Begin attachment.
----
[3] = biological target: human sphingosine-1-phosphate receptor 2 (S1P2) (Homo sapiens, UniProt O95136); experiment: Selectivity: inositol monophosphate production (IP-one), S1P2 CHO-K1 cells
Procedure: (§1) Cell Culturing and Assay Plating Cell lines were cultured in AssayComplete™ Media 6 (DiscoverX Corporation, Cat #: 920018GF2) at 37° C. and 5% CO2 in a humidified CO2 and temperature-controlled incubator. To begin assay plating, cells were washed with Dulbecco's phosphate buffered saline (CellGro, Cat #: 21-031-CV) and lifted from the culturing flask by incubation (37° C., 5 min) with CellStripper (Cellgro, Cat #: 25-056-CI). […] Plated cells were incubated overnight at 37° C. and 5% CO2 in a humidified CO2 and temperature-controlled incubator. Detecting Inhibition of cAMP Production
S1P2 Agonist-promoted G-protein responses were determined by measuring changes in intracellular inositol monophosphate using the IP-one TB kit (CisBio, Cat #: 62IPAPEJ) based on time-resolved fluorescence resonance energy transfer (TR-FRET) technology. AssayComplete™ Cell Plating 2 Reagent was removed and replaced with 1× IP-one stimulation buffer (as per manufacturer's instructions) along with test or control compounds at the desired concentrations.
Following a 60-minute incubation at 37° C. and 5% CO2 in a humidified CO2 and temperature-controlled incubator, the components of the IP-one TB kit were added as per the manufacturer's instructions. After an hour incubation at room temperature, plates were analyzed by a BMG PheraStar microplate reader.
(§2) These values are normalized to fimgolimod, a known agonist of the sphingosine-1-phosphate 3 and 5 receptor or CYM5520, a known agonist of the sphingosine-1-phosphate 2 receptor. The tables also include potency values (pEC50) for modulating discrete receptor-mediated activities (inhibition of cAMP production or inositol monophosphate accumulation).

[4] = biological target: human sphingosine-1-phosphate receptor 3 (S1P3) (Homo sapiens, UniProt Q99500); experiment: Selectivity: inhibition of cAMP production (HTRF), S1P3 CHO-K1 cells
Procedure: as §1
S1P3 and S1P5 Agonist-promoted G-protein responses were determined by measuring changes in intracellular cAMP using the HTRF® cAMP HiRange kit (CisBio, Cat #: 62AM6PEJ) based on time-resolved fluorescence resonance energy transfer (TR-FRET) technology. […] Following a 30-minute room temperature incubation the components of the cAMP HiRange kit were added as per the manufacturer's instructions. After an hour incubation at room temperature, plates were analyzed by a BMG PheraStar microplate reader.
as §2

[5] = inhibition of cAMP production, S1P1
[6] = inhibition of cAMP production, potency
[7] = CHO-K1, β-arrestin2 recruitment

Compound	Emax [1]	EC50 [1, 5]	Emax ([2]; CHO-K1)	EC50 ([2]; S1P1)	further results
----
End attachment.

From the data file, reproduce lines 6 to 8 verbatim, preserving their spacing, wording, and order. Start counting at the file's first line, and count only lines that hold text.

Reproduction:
[4] = biological target: human sphingosine-1-phosphate receptor 3 (S1P3) (Homo sapiens, UniProt Q99500); experiment: Selectivity: inhibition of cAMP production (HTRF), S1P3 CHO-K1 cells
Procedure: as §1
S1P3 and S1P5 Agonist-promoted G-protein responses were determined by measuring changes in intracellular cAMP using the HTRF® cAMP HiRange kit (CisBio, Cat #: 62AM6PEJ) based on time-resolved fluorescence resonance energy transfer (TR-FRET) technology. […] Following a 30-minute room temperature incubation the components of the cAMP HiRange kit were added as per the manufacturer's instructions. After an hour incubation at room temperature, plates were analyzed by a BMG PheraStar microplate reader.